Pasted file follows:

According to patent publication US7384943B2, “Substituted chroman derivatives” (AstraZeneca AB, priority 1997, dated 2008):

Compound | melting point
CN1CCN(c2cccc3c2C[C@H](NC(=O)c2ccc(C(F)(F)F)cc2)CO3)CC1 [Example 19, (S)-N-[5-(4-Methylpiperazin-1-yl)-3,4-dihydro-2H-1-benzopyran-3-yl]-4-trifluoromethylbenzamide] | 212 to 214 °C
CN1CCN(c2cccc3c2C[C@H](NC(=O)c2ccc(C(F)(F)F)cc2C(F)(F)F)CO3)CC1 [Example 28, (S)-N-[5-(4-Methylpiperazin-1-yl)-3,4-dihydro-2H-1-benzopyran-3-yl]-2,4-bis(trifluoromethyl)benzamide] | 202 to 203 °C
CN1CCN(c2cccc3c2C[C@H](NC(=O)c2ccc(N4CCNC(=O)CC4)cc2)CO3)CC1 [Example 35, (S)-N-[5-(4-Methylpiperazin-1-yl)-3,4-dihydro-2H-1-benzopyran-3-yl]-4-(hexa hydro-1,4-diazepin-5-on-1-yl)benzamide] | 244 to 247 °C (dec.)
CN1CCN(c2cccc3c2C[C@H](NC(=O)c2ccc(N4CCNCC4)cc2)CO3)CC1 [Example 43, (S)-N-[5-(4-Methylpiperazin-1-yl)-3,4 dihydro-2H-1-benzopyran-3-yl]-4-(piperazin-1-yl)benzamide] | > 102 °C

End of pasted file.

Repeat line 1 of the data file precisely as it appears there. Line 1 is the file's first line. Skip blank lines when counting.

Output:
According to patent publication US7384943B2, “Substituted chroman derivatives” (AstraZeneca AB, priority 1997, dated 2008):